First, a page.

US casino giant Caesars Entertainment has revealed it has pulled out of the race to develop a casino on Australia’s Gold Coast.
According to reports from News Ltd, the decision was made a number of weeks ago and well before the announcement by Caesars this week that it had entered into a US$17.3 billion merger agreement with fellow US casino operator Eldorado Resorts.
Speculation has been rife in recent months as to which foreign operators might be interested in bidding for the Queensland State Government’s mooted second casino license, however in a statement published by The Gold Coast Bulletin this week, a Caesars spokesman said, “Several weeks ago, Caesars Entertainment decided that it would not pursue a casino license in Queensland.”
While no detail was provided by Caesars as to the reasons for its decision, Queensland Tourism Department Director-General Damien Walker, said the government had been informed “this decision by (Caesars) was a result of internal company changes and not the attractiveness of the Gold Coast market as an investment opportunity.”
The decision also precedes comments made by Eldorado CEO Tom Reeg during an investor call this week discussing the merger agreement with Caesars. Reeg, who will take charge of the merged entity upon completion of the deal, stated “no firm decisions” had yet been made on the company’s long-term international ambitions but “the opportunity internationally will have to be stupendous for us to run in that direction.”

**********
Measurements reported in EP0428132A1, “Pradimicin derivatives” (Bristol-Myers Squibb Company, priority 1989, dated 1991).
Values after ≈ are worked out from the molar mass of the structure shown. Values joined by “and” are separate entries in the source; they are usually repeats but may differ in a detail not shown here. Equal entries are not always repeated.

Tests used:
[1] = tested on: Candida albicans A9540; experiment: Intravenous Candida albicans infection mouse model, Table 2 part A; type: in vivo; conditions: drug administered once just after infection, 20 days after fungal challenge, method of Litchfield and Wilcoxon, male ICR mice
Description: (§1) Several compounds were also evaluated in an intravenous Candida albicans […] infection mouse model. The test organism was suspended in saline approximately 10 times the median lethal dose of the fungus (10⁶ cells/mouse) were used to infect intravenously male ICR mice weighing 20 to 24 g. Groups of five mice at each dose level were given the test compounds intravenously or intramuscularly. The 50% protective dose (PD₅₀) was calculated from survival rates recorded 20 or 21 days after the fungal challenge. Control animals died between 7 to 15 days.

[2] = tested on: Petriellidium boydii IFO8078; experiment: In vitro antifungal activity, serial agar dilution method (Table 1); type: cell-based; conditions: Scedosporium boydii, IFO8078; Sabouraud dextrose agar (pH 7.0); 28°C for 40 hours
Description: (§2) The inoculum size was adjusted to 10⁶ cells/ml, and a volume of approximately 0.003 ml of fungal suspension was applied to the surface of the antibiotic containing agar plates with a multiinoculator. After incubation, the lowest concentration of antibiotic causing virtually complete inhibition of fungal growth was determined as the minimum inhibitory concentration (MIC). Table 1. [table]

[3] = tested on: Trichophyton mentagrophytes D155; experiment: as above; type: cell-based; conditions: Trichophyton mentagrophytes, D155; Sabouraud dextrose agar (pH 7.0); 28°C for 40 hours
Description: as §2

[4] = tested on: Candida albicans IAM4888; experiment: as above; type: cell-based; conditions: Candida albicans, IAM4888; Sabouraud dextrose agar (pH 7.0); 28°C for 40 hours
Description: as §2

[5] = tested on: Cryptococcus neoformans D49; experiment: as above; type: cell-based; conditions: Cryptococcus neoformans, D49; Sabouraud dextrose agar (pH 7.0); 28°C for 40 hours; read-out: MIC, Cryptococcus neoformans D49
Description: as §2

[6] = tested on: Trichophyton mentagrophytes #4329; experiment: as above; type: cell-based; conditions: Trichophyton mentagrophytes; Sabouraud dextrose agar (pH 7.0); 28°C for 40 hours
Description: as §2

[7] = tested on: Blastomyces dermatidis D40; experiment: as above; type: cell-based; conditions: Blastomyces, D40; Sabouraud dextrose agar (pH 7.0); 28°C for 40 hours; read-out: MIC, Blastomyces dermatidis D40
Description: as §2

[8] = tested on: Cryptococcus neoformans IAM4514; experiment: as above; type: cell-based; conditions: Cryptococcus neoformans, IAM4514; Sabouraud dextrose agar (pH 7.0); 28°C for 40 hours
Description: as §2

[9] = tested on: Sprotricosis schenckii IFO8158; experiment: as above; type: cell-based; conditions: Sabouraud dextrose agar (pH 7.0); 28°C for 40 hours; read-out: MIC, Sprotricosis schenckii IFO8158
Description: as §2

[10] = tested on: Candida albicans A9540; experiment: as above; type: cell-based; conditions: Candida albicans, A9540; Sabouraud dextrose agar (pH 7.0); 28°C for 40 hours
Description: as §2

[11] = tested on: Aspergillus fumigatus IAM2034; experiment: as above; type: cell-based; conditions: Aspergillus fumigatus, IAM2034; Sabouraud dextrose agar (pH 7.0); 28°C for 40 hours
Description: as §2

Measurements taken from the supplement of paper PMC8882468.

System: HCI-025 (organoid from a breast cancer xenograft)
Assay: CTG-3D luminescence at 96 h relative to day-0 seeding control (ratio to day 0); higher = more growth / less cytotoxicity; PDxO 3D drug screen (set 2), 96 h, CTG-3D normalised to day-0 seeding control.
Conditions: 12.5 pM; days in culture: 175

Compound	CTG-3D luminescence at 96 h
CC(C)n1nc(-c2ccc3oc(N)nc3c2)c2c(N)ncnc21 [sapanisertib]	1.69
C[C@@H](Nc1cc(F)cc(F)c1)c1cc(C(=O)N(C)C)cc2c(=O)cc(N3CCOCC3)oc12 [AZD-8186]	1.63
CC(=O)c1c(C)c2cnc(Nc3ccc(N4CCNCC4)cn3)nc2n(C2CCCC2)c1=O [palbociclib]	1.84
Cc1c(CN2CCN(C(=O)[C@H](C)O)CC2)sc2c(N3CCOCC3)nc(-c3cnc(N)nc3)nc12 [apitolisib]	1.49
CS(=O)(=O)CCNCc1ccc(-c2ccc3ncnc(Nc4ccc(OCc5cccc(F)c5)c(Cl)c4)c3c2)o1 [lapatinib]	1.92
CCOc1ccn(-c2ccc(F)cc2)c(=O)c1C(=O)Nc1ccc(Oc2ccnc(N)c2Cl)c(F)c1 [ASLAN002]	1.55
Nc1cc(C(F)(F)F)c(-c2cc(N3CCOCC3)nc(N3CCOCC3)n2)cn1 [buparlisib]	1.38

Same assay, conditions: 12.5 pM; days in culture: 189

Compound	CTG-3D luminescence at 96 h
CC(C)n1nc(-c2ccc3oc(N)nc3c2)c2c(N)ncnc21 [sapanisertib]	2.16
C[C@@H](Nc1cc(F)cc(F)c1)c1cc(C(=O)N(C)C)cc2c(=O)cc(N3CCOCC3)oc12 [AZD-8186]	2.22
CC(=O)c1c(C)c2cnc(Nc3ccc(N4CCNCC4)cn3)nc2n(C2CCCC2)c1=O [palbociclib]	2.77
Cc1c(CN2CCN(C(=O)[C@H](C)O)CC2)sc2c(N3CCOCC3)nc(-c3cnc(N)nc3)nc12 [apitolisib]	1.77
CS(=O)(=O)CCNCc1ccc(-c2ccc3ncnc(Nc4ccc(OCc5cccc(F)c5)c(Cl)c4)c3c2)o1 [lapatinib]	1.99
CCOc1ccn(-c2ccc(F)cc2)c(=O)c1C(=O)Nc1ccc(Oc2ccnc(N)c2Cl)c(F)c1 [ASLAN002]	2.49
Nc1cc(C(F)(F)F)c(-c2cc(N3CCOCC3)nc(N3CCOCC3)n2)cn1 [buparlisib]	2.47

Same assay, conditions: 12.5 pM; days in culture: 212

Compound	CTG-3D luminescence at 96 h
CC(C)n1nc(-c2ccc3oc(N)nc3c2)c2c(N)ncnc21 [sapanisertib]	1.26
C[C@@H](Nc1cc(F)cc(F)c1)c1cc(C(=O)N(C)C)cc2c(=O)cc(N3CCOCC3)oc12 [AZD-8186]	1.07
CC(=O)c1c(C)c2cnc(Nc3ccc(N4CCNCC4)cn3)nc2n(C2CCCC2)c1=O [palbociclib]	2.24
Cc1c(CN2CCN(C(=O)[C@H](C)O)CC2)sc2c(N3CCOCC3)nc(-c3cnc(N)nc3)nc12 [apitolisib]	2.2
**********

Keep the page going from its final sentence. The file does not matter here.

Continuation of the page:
As for the Gold Coast, it is still to be seen whether the proposed development of a second casino goes ahead at all, with no site yet confirmed and questions being asked over whether the region is big enough to host another IR under the government’s Gold Coast Global Tourism Hub ambitions.
Approval for a second casino would also likely put an end to a proposed AU$2 billion “mega masterplan” by The Star Gold Coast operator, Star Entertainment Group, in addition to the AU$850 million it has already spent upgrading its Gold Coast property. The masterplan would see a total of four new hotel towers developed on top of the already under-construction Dorsett Hotel and Star Residences.
Star Entertainment Group has previously expressed concerns over the government’s plans for slot machine licenses should a second casino be given the green light, stating the company “has a declared position that the Gold Coast is already saturated as an electronic gaming machine market.”